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Employability trajectories among new claimants of Incapacity Benefit

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The Employment and Support Allowance (ESA), which replaced incapacity-related benefits in the UK in October 2008, is predicated on the assumption that it will be a temporary benefit for the majority of people who claim it. Following an initial medical assessment, new ESA claimants are allocated to one of two groups. Those judged to have less severe or temporary conditions are allocated to the Work-related Activity Group and are required to take active steps to prepare for a return to employment. Meanwhile, people considered to be severely disabled are allocated to the Support Group and are not expected to undertake work-related activities. This article examines the implications of this new distinction between those claimants who potentially could do paid work and those for whom that outcome is much less likely. Drawing on baseline and follow-up surveys, the article examines the employment status trajectories of a cohort of new Incapacity Benefit (IB) claimants in the year following their claim. It examines three questions. First, who returns to work and what factors are associated with that outcome? Second, how employable are the people who do not return to work and does their employability change during the first year of their claim? And third, among those who remained on IB after a year, what distinguishes people who classify themselves as permanently unable to work from those who do not? The article concludes with a discussion of the main findings and their implications for policy.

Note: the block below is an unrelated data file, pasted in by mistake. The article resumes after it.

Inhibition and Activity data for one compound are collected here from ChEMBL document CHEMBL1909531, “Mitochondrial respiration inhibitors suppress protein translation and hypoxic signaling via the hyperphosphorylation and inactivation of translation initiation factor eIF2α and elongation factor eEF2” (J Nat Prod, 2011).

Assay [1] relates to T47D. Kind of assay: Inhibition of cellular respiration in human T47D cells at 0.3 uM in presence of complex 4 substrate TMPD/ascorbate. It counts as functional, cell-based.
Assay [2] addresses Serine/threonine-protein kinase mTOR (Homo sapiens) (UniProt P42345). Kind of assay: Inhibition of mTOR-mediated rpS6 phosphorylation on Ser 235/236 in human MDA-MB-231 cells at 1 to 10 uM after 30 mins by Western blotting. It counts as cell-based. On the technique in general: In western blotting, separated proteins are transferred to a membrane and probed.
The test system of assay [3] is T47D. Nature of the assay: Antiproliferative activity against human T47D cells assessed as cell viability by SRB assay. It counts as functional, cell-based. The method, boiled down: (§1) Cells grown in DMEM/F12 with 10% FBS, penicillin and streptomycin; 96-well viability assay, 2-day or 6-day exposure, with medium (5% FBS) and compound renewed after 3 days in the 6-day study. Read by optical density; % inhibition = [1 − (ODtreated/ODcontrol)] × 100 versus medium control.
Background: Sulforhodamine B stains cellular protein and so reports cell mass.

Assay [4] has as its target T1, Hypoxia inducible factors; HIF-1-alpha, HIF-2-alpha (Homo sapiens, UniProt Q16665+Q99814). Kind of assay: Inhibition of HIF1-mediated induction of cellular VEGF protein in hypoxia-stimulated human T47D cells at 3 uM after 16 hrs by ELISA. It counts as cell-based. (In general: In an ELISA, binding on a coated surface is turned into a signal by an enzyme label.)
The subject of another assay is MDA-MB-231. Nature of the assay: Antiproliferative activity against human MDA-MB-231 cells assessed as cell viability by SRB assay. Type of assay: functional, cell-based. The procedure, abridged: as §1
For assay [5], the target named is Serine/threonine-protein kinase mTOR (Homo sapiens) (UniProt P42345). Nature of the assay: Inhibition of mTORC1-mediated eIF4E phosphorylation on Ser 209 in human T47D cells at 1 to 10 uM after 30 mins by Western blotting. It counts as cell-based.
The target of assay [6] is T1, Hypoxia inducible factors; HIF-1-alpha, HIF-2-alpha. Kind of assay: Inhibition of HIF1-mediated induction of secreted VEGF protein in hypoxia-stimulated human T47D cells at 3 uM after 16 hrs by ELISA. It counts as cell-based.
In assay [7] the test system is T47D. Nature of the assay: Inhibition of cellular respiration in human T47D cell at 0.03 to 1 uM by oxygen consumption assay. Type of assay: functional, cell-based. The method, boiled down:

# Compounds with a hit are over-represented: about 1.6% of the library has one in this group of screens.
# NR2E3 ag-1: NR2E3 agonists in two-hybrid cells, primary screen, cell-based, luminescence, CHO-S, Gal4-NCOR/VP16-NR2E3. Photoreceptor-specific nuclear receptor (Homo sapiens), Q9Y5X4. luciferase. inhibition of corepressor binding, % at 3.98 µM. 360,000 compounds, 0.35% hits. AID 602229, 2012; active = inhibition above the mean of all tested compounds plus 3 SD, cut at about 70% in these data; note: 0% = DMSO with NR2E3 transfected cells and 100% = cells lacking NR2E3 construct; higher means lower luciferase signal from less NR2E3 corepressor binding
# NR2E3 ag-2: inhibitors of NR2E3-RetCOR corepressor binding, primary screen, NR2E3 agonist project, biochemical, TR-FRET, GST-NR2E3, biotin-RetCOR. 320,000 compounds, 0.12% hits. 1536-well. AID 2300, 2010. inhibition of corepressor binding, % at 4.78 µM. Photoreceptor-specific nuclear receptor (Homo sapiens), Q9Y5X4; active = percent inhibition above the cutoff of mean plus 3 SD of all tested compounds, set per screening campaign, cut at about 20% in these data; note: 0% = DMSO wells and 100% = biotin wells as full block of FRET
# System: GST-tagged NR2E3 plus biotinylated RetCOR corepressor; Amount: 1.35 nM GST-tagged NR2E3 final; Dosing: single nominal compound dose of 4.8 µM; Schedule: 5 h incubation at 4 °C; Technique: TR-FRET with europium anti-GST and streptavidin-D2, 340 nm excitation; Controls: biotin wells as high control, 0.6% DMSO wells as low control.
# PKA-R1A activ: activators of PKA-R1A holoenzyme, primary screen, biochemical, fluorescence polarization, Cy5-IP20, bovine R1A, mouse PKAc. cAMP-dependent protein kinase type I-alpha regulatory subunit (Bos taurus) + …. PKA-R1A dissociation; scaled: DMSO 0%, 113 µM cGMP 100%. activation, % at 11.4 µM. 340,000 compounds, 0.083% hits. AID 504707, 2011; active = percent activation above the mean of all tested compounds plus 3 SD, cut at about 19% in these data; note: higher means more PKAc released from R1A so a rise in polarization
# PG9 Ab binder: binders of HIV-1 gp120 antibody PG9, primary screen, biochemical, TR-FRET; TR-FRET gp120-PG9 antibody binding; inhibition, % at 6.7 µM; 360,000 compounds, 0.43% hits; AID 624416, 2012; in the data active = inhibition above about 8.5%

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Keywords: Employment and Support Allowance; employability; incapacity benefits; welfare reform

Document Type: Research Article

Affiliations: 1: Department of Social Policy and Social Work, University of Oxford, Oxford, UK 2: Social Policy Research Unit, University of York, Heslington, York, UK

Publication date: March 1, 2010

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